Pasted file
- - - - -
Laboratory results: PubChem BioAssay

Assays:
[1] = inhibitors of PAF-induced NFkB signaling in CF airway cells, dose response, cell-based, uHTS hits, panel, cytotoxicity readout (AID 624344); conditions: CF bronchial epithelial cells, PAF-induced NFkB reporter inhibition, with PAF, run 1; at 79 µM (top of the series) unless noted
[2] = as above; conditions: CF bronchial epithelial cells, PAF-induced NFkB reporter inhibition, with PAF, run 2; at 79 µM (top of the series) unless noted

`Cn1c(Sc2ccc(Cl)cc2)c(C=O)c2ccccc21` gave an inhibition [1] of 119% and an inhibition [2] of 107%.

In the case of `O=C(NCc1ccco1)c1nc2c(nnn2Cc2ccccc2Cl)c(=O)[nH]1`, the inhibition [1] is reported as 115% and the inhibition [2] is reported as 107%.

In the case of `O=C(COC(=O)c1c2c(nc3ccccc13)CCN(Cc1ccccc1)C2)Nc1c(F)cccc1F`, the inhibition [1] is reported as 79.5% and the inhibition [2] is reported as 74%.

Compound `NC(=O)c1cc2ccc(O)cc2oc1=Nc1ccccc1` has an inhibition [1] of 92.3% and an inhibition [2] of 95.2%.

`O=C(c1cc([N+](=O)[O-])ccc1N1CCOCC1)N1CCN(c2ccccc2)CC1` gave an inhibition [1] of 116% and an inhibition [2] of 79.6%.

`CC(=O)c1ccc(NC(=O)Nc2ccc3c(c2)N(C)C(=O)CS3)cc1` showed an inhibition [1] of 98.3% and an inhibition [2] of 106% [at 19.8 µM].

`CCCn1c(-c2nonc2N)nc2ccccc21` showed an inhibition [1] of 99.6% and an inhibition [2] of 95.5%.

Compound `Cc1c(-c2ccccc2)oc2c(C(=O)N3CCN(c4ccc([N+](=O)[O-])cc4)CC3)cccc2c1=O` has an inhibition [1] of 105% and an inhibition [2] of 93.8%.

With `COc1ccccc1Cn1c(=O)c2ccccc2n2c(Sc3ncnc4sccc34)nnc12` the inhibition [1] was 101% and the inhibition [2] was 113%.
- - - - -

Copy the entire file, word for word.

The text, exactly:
Laboratory results: PubChem BioAssay

Assays:
[1] = inhibitors of PAF-induced NFkB signaling in CF airway cells, dose response, cell-based, uHTS hits, panel, cytotoxicity readout (AID 624344); conditions: CF bronchial epithelial cells, PAF-induced NFkB reporter inhibition, with PAF, run 1; at 79 µM (top of the series) unless noted
[2] = as above; conditions: CF bronchial epithelial cells, PAF-induced NFkB reporter inhibition, with PAF, run 2; at 79 µM (top of the series) unless noted

`Cn1c(Sc2ccc(Cl)cc2)c(C=O)c2ccccc21` gave an inhibition [1] of 119% and an inhibition [2] of 107%.

In the case of `O=C(NCc1ccco1)c1nc2c(nnn2Cc2ccccc2Cl)c(=O)[nH]1`, the inhibition [1] is reported as 115% and the inhibition [2] is reported as 107%.

In the case of `O=C(COC(=O)c1c2c(nc3ccccc13)CCN(Cc1ccccc1)C2)Nc1c(F)cccc1F`, the inhibition [1] is reported as 79.5% and the inhibition [2] is reported as 74%.

Compound `NC(=O)c1cc2ccc(O)cc2oc1=Nc1ccccc1` has an inhibition [1] of 92.3% and an inhibition [2] of 95.2%.

`O=C(c1cc([N+](=O)[O-])ccc1N1CCOCC1)N1CCN(c2ccccc2)CC1` gave an inhibition [1] of 116% and an inhibition [2] of 79.6%.

`CC(=O)c1ccc(NC(=O)Nc2ccc3c(c2)N(C)C(=O)CS3)cc1` showed an inhibition [1] of 98.3% and an inhibition [2] of 106% [at 19.8 µM].

`CCCn1c(-c2nonc2N)nc2ccccc21` showed an inhibition [1] of 99.6% and an inhibition [2] of 95.5%.

Compound `Cc1c(-c2ccccc2)oc2c(C(=O)N3CCN(c4ccc([N+](=O)[O-])cc4)CC3)cccc2c1=O` has an inhibition [1] of 105% and an inhibition [2] of 93.8%.

With `COc1ccccc1Cn1c(=O)c2ccccc2n2c(Sc3ncnc4sccc34)nnc12` the inhibition [1] was 101% and the inhibition [2] was 113%.